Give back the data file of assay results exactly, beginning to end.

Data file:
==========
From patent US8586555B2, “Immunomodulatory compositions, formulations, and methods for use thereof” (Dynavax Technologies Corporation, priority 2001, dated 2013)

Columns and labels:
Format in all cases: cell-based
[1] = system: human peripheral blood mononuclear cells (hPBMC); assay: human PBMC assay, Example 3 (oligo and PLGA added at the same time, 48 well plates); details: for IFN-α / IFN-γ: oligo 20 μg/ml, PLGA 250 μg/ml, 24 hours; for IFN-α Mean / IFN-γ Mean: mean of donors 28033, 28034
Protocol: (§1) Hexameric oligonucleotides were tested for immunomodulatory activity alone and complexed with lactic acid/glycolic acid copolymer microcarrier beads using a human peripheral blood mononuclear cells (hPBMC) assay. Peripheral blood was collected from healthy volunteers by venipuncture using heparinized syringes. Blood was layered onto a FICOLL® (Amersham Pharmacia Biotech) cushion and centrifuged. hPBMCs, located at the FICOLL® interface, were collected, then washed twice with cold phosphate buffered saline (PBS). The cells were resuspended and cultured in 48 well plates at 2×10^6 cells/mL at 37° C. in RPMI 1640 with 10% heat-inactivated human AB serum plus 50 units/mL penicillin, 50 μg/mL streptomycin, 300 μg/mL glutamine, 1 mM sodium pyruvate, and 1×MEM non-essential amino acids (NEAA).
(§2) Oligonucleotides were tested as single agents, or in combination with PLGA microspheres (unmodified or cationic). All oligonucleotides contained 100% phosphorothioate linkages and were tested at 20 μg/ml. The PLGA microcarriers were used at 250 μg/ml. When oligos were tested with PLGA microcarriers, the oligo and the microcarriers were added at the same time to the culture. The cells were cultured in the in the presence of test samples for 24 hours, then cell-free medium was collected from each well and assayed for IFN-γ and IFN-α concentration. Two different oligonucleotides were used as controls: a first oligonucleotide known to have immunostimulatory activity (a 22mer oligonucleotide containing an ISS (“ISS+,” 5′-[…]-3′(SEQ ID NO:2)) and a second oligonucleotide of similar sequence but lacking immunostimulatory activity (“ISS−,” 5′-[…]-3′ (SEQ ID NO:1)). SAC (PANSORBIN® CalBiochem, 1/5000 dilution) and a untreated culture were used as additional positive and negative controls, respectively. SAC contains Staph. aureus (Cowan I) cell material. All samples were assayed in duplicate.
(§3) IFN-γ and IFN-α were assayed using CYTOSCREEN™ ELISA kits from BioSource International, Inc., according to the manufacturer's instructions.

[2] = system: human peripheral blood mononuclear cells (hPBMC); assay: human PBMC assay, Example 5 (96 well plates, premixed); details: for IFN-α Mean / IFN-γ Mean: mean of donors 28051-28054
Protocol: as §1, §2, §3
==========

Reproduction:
From patent US8586555B2, “Immunomodulatory compositions, formulations, and methods for use thereof” (Dynavax Technologies Corporation, priority 2001, dated 2013)

Columns and labels:
Format in all cases: cell-based
[1] = system: human peripheral blood mononuclear cells (hPBMC); assay: human PBMC assay, Example 3 (oligo and PLGA added at the same time, 48 well plates); details: for IFN-α / IFN-γ: oligo 20 μg/ml, PLGA 250 μg/ml, 24 hours; for IFN-α Mean / IFN-γ Mean: mean of donors 28033, 28034
Protocol: (§1) Hexameric oligonucleotides were tested for immunomodulatory activity alone and complexed with lactic acid/glycolic acid copolymer microcarrier beads using a human peripheral blood mononuclear cells (hPBMC) assay. Peripheral blood was collected from healthy volunteers by venipuncture using heparinized syringes. Blood was layered onto a FICOLL® (Amersham Pharmacia Biotech) cushion and centrifuged. hPBMCs, located at the FICOLL® interface, were collected, then washed twice with cold phosphate buffered saline (PBS). The cells were resuspended and cultured in 48 well plates at 2×10^6 cells/mL at 37° C. in RPMI 1640 with 10% heat-inactivated human AB serum plus 50 units/mL penicillin, 50 μg/mL streptomycin, 300 μg/mL glutamine, 1 mM sodium pyruvate, and 1×MEM non-essential amino acids (NEAA).
(§2) Oligonucleotides were tested as single agents, or in combination with PLGA microspheres (unmodified or cationic). All oligonucleotides contained 100% phosphorothioate linkages and were tested at 20 μg/ml. The PLGA microcarriers were used at 250 μg/ml. When oligos were tested with PLGA microcarriers, the oligo and the microcarriers were added at the same time to the culture. The cells were cultured in the in the presence of test samples for 24 hours, then cell-free medium was collected from each well and assayed for IFN-γ and IFN-α concentration. Two different oligonucleotides were used as controls: a first oligonucleotide known to have immunostimulatory activity (a 22mer oligonucleotide containing an ISS (“ISS+,” 5′-[…]-3′(SEQ ID NO:2)) and a second oligonucleotide of similar sequence but lacking immunostimulatory activity (“ISS−,” 5′-[…]-3′ (SEQ ID NO:1)). SAC (PANSORBIN® CalBiochem, 1/5000 dilution) and a untreated culture were used as additional positive and negative controls, respectively. SAC contains Staph. aureus (Cowan I) cell material. All samples were assayed in duplicate.
(§3) IFN-γ and IFN-α were assayed using CYTOSCREEN™ ELISA kits from BioSource International, Inc., according to the manufacturer's instructions.

[2] = system: human peripheral blood mononuclear cells (hPBMC); assay: human PBMC assay, Example 5 (96 well plates, premixed); details: for IFN-α Mean / IFN-γ Mean: mean of donors 28051-28054
Protocol: as §1, §2, §3